The remaining time on the 2019/2020 academic year for all nursery, kindergarten, primary, JHS One and SHS One students has been postponed, with the next academic year to resume in January 2021.
However, the President made it clear that the country’s other borders, by land and sea, remained closed to human traffic until further notice.
In his 16th address to provide an update to the country’s response to the COVID-19 pandemic yesterday, the President said after weeks of thorough work at the airport, including simulation exercises and the installation of COVID-19 testing facilities, “I am satisfied that it is safe to do so”.
“Fellow Ghanaians, I am glad to announce that the Kotoka International Airport will reopen and resume operations from Tuesday, 1st September, 2020. This decision has been communicated to international airlines,” he declared.
He said while it was well established that the first cases of COVID-19 in Ghana were imported, the government was determined to make sure the scenario did not recur.
President Akufo-Addo said the commitment to prevent the importation or resurgence of the virus from accompanying the gradual easing of restrictions, including the reopening of the airport, was firmly in place.
As part of the measures, passengers arriving in Ghana must possess a negative COVID-19 PCR test result from an accredited laboratory in the countries of origin. The test should have been conducted within 72 hours of the scheduled departure from the countries of origin, and all airlines have been instructed to ensure compliance with the directive for all passengers wishing to travel to Ghana.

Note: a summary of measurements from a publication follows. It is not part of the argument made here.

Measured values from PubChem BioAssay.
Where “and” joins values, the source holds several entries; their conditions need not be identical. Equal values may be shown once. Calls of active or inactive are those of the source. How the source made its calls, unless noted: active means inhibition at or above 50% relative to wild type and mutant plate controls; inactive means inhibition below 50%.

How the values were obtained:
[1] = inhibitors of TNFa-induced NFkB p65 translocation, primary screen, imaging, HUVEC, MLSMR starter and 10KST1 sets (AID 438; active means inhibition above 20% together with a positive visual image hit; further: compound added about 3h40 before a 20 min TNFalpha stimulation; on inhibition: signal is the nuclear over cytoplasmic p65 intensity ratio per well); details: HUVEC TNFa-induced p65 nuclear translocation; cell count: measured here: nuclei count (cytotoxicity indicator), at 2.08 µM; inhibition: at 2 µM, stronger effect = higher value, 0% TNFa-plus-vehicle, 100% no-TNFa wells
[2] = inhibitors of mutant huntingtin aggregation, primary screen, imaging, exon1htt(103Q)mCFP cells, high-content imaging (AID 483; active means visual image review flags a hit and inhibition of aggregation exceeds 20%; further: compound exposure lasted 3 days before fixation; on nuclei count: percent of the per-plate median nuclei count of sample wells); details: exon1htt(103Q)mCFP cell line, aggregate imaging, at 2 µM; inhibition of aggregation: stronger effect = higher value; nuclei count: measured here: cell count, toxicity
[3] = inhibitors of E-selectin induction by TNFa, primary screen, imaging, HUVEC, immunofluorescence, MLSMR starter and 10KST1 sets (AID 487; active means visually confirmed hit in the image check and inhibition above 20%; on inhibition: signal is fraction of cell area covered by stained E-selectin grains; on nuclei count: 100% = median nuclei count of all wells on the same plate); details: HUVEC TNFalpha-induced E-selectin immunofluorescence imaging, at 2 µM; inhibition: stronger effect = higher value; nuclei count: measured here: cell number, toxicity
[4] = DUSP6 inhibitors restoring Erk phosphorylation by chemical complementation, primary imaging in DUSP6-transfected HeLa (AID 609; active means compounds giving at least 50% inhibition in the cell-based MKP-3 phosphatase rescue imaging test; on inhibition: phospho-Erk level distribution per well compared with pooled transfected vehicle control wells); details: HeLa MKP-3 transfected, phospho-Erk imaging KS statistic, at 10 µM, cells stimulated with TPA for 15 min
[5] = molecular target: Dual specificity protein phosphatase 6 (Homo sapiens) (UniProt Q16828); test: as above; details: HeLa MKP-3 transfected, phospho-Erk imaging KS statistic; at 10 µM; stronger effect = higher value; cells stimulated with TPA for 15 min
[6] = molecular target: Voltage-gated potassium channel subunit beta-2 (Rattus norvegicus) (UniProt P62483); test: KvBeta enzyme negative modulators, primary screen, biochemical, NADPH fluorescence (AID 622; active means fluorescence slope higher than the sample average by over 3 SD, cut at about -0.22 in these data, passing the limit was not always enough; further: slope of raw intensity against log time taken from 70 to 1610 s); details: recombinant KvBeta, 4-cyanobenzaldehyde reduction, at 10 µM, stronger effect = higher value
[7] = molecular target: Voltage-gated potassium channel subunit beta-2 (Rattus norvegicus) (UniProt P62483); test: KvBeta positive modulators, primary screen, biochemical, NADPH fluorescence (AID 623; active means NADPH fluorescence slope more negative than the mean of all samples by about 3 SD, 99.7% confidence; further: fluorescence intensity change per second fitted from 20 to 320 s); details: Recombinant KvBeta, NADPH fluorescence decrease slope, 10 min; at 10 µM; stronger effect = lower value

Disembarking passengers must wear nose masks, and on disembarking, each passenger will undergo a mandatory COVID-19 test at the airport terminal, at a fee to be borne by the passenger. The test result will be available within 30 minutes.
The President said passengers who tested positive for COVID-19 would be handled by the health authorities for further clinical assessment and management, while those who tested negative could enter the country to go about their lawful activities, but would be advised to continue to observe the COVID-19 safety precautions during their stay Ghana.
He said children under five would not be required to undergo testing at the airport.
The ministries of Information, Health and Aviation and their respective agencies — the Ghana Health Service (GHS), the Ghana Airports Company Ltd and the Ghana Civil Aviation Authority — would spell out in further detail the protocols surrounding the reopening of the airport and the procedures to be adhered to by passengers arriving in Ghana at the COVID-19 media briefing today, President Akufo-Addo added.
Update on schools
Touching on the reopening of schools, the President said a decision had been taken by the Ghana Education Service (GES), after consultation with the relevant stakeholders, for SHS Two and JHS Two students to return to school from October 5 to December 14, this year to complete their academic year.